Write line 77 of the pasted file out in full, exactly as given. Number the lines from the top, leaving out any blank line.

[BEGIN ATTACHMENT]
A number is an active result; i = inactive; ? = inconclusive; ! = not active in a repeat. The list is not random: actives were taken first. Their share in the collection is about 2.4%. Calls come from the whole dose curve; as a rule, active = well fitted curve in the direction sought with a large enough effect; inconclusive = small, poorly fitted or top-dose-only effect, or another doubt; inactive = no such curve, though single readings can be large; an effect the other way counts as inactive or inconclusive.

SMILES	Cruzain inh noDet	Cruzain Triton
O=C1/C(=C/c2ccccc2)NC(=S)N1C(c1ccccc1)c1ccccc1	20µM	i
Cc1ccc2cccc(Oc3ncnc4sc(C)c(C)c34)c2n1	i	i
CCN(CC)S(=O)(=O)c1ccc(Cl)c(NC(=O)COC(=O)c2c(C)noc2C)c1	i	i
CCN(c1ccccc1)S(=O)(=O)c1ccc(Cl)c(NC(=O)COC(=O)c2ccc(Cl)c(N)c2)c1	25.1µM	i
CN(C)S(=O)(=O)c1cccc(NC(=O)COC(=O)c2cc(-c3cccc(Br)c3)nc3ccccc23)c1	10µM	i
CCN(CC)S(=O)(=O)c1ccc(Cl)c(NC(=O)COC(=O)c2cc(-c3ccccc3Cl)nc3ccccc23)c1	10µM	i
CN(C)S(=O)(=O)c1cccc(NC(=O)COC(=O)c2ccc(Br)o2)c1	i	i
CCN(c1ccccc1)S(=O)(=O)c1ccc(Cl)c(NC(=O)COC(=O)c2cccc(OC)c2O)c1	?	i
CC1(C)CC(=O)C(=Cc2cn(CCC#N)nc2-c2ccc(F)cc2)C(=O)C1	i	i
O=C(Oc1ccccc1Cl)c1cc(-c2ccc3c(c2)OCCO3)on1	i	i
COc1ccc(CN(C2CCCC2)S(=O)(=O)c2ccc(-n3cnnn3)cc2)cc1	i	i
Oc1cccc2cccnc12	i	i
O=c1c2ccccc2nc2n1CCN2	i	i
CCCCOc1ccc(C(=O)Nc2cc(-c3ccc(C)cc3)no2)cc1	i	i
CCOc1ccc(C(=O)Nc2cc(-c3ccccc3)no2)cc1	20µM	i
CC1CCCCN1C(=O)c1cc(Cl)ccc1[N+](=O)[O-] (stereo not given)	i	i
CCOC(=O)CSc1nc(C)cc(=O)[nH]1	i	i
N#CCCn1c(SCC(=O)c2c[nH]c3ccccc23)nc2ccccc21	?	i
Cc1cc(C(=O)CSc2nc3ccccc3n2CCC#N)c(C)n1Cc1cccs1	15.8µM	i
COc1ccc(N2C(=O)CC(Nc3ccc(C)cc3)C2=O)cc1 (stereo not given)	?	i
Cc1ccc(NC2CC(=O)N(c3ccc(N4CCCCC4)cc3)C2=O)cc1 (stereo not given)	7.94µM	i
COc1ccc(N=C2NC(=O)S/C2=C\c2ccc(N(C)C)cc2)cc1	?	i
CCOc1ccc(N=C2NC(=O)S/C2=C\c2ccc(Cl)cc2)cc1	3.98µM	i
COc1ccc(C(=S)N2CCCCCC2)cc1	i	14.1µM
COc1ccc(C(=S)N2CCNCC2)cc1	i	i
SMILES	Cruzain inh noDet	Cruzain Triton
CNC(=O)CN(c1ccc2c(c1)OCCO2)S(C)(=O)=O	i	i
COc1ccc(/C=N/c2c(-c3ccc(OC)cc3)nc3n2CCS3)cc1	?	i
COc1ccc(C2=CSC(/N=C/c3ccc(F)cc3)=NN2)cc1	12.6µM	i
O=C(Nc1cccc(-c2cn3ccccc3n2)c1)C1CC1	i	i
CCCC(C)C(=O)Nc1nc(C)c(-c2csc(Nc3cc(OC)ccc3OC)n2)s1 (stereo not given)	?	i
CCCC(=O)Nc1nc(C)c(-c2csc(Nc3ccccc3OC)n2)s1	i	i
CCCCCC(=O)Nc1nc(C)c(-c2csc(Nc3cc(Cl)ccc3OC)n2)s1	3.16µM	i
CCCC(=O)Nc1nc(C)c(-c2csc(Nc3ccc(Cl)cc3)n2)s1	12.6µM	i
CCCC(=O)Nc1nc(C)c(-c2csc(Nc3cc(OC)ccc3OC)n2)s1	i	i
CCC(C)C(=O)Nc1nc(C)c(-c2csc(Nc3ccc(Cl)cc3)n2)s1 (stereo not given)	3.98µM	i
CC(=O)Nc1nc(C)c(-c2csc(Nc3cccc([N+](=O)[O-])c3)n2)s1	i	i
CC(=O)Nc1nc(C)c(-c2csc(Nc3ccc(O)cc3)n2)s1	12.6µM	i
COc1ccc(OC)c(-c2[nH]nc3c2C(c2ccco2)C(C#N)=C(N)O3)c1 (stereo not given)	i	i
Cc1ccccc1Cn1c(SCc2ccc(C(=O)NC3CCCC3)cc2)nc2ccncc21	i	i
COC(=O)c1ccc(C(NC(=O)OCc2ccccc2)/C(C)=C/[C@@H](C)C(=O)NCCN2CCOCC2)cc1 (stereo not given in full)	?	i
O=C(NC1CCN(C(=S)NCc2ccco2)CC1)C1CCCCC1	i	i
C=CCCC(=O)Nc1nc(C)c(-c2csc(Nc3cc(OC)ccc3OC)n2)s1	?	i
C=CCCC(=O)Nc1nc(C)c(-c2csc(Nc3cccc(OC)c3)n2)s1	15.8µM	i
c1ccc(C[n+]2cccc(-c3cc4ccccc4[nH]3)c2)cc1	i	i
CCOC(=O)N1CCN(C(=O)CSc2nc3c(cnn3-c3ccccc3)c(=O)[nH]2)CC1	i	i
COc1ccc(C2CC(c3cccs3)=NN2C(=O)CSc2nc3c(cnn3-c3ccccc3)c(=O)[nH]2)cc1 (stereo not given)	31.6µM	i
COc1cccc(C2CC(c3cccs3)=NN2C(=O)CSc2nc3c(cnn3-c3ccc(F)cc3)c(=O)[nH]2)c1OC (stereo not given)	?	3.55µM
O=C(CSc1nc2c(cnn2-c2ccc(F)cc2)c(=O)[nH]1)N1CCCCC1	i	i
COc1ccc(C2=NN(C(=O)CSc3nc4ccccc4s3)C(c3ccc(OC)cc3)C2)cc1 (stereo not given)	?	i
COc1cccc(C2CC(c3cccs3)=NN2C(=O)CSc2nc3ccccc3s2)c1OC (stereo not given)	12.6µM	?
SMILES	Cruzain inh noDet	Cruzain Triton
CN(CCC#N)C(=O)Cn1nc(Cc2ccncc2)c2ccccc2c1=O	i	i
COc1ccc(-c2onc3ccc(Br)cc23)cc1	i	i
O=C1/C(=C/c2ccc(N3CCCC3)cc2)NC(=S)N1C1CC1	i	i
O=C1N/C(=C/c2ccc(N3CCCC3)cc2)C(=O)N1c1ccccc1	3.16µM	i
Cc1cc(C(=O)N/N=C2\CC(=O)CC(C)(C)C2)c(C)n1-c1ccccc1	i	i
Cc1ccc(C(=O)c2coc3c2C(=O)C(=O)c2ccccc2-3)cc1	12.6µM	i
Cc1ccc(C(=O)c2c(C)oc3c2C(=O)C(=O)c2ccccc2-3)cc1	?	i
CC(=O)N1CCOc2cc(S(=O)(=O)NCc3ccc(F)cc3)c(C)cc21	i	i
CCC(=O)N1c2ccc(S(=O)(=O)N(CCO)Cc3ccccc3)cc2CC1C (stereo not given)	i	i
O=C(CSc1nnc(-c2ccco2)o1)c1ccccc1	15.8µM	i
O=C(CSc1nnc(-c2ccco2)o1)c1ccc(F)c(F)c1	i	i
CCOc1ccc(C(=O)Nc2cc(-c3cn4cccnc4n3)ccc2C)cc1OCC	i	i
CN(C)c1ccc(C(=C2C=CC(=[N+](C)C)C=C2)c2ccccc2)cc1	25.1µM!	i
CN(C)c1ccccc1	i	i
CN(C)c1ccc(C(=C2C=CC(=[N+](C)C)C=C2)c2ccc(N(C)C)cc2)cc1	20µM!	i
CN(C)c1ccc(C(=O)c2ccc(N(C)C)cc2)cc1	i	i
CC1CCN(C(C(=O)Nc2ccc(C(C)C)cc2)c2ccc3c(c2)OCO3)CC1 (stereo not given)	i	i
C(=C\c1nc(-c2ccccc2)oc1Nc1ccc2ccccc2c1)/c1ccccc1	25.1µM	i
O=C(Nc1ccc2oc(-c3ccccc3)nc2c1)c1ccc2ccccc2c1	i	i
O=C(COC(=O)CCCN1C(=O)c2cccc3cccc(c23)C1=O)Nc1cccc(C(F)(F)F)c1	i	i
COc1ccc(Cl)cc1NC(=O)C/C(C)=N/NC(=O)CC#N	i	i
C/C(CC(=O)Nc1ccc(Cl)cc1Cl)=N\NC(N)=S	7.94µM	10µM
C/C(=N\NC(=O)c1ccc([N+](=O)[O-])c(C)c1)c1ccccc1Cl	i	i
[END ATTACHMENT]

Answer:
C/C(=N\NC(=O)c1ccc([N+](=O)[O-])c(C)c1)c1ccccc1Cl	i	i